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Old 09-21-2013, 12:02 PM
 
Location: Cambridge, MA
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I remember the same argument during the Vietnam War, "destroy the village to save it."
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Old 09-21-2013, 12:46 PM
 
Location: Cincinnati
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Quote:
Originally Posted by goyguy View Post
I remember the same argument during the Vietnam War, "destroy the village to save it."
I know. I wouldn't expect my view to be a popular one. Still the way I feel though. I know I would be mega-pissed if some group said I couldn't sell on of my properties for whatever reason.
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Old 12-29-2013, 02:14 PM
 
Location: OH
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Lenhardt's Christy's being liquidated today via online auction.

The building has a meeting with the wrecking ball on Saturday.

Sad to see it go.
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Old 12-30-2013, 07:52 AM
 
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^^^Indeed it is a tragedy, particularly when you consider that it may have been preventable. One of the Lenhardt's key arguments for tearing it down was the $3 million in repairs necessary to fix the building made it no longer economically viable. Well, having had the opportunity to tour the building from basement to attic, I can say that, yes, the building was absolutely in poor shape, although whether or not $3 million would be required to fix it is debatable. In the right hands, the building was salvageable.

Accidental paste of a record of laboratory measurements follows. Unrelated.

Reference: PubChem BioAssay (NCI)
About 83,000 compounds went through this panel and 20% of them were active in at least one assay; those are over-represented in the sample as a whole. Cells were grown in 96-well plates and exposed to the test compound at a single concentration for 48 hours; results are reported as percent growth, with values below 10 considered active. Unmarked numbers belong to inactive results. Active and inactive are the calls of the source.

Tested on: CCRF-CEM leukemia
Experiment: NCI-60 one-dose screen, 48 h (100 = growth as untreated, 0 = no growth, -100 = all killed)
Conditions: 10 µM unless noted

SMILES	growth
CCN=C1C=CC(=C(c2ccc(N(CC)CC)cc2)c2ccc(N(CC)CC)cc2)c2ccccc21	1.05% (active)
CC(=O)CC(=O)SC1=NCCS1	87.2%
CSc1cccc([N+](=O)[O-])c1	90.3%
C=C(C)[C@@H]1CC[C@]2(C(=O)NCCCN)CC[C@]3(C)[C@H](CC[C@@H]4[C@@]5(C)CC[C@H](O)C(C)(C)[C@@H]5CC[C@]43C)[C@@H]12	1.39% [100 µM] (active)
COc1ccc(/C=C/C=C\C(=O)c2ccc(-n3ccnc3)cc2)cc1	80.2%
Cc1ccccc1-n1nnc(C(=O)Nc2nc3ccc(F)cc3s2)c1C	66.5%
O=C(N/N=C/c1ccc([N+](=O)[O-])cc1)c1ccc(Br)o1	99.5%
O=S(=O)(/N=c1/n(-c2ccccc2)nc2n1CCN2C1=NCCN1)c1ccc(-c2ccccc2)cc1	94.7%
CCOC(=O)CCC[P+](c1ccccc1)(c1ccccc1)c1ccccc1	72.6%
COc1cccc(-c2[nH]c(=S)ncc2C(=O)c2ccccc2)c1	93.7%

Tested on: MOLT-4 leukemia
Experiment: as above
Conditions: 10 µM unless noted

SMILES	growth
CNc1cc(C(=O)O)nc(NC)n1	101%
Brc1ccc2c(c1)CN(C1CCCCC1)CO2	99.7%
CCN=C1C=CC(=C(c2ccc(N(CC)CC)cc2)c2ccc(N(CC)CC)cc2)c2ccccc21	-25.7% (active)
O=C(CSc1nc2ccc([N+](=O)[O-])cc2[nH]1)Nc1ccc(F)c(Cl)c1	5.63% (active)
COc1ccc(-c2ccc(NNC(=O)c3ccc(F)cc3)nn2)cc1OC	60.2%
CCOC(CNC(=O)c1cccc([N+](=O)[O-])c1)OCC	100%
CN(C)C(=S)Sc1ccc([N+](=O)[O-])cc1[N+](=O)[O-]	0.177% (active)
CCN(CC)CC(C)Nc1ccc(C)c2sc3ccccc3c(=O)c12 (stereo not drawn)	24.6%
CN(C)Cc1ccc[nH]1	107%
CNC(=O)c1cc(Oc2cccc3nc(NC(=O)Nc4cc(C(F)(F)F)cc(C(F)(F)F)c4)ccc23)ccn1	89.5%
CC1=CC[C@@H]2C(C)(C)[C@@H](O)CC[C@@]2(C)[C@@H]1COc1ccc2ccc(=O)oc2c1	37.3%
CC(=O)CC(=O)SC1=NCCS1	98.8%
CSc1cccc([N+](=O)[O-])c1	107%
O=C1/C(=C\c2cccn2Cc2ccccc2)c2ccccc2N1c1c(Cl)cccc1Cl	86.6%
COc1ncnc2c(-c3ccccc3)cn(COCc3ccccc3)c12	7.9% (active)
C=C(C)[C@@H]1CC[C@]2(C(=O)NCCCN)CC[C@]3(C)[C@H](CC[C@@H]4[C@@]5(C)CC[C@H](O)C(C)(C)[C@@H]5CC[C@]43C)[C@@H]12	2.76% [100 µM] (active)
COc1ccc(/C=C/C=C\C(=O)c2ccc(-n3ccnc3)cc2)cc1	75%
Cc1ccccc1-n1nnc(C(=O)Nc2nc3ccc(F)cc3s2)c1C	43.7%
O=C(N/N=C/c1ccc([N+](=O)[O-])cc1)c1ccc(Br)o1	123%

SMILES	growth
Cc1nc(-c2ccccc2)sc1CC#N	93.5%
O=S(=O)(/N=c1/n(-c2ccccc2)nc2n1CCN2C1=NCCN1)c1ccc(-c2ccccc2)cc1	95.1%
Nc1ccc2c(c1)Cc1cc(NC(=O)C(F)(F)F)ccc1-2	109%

What I saw in the house is 30-40 years of deferred maintenance that would spell the doom for most any structure or business. There were obvious signs of roof leaks and a failed gutter system that allowed water to damage walls and plaster on the inside, not to mention what water streaming into masonry will do to mortar and brickwork. Exterior trim hadn't been painted in decades, and the wood was deteriorating. I saw ancient plumbing, cobbled together in amateur fashion with the cheapest fixtures from your local big box hardware center. The lighting and electrical was state of the art for 1960, and I was walking on carpets so old, threadbare and greasy black, that you'd think you were in an auto repair shop, not a building that once housed a restaurant.

The upper floors were a dumping ground for years of accumulation of what was mostly junk. It certainly didn't look like anyone had tried to inhabit those rooms, other than one used as a shabby office, in decades. One thing that I was surprised to see was that many of the original details of the Goetz house had been saved in dark corners of the attic...woodwork, doors, windows...enough that an intrepid rehabber could have done much to restore certain aspects of the original floor plan.